• These anti-inflammatory compounds are called, aptly enough, gingerols.

  • Ginger’s no newcomer to the natural painkiller scene. It’s been mentioned in ancient Chinese, Indian and Middle Eastern writings for its medicinal, as well as its culinary, benefits.

  • Studies have shown that people with osteoarthritis and rheumatoid arthritis have less pain and increased mobility when they consume ginger regularly.

My Iced Turmeric Ginger Latte is the perfect way to adapt the spicy heat of ginger to cooling summer beverages!


  • Pineapples are a super-rich source of vitamin C, which helps fight the free radical damage that contributes to the joint pain and disability that can accompany osteoarthritis and rheumatoid arthritis.

  • The stem and core of the pineapple fruit contain a complex mixture of substances known as bromelain.

  • Bromelain has been linked to reductions in excessive inflammation and excessive cogulation of the blood, and even reduced growth of certain types of tumors when taken as a dietary supplement.

  • Many fruits and veggies start to lose nutrients the moment you pick them, but not pineapple! If chilled, even cut fruit retains many of its nutrients for at least six days.

  • Neat pineapple factoid: a pineapple is not a single fruit, but a composite of many flowers whose individual fruitlets fuse together around a central core. Those little spiny “eyes” on the pineapple’s surface? Those are the individual fruitlets!

To add a taste of the tropics to your next BBQ, check out my recipe video for Juicy Chicken Burgers with Pineapple Salsa.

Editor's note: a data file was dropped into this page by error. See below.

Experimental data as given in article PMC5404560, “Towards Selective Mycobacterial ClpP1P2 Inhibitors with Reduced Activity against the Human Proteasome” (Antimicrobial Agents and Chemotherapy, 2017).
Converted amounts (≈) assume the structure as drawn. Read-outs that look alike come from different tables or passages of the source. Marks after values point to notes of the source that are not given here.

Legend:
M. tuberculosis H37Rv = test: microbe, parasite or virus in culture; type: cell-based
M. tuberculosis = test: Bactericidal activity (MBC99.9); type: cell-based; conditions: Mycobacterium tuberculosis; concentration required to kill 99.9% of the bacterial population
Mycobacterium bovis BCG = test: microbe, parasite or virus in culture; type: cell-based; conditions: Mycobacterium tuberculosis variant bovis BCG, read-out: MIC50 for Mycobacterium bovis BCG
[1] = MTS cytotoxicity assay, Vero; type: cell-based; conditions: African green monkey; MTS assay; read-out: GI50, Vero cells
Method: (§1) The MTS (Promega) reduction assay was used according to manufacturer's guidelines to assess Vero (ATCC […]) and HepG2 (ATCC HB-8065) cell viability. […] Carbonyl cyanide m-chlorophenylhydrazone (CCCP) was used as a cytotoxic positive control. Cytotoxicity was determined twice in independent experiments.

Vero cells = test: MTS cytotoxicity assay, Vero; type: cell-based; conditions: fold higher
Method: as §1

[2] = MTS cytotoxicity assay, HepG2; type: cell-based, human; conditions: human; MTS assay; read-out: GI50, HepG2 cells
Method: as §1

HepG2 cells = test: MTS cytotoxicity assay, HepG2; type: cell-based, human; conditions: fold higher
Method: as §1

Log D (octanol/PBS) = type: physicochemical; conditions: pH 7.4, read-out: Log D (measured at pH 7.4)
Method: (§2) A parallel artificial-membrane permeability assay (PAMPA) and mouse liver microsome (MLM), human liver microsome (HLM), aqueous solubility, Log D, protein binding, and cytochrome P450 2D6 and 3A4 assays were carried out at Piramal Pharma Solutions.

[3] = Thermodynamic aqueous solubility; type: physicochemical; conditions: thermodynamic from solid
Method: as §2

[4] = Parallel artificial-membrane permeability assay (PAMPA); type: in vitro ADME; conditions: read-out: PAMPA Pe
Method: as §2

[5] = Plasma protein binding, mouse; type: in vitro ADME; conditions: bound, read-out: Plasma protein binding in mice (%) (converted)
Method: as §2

Salmon and Sardines

  • It’s the high concentration of anti-inflammatory omega-3 essential fatty acids that make cold-water fatty fish like salmon and sardines effective pain-fighting foods.

  • Omega-3s may reduce risk of inflammatory-related chronic diseases, such as heart disease, cancer, and arthritis.

  • You can also get omega-3s from plant sources, but cold-water fatty fish contains the EPA and DHA forms of omega-3s that are easiest for your body to use.

  • While you can get bioavailable omega-3s from a wide variety of fish, I suggest salmon and sardines because smaller fish like these have lower concentrations of toxins, like mercury, than larger fish like swordfish and tuna, and are easier to fish in sustainable ways.

  • Having enough anti-inflammatory omega-3s in your diet helps balance out the levels of pro-inflammatory omega-6 EFAs (which are found in more foods).

Make omega-3s the main course in this restaurant-worthy Baked Lemon-Pepper Salmon with “Cream” Sauce recipe from my Joyous Health book!



  • Garlic is one of the oldest cultivated plants. We’ve been growing it for over 5,000 years!

  • Garlic is rich in sulfur-containing compounds that give it its distinctive smell, but also its health benefits.

  • These sulfur-containing compounds help protect you against both inflammation and oxidative stress.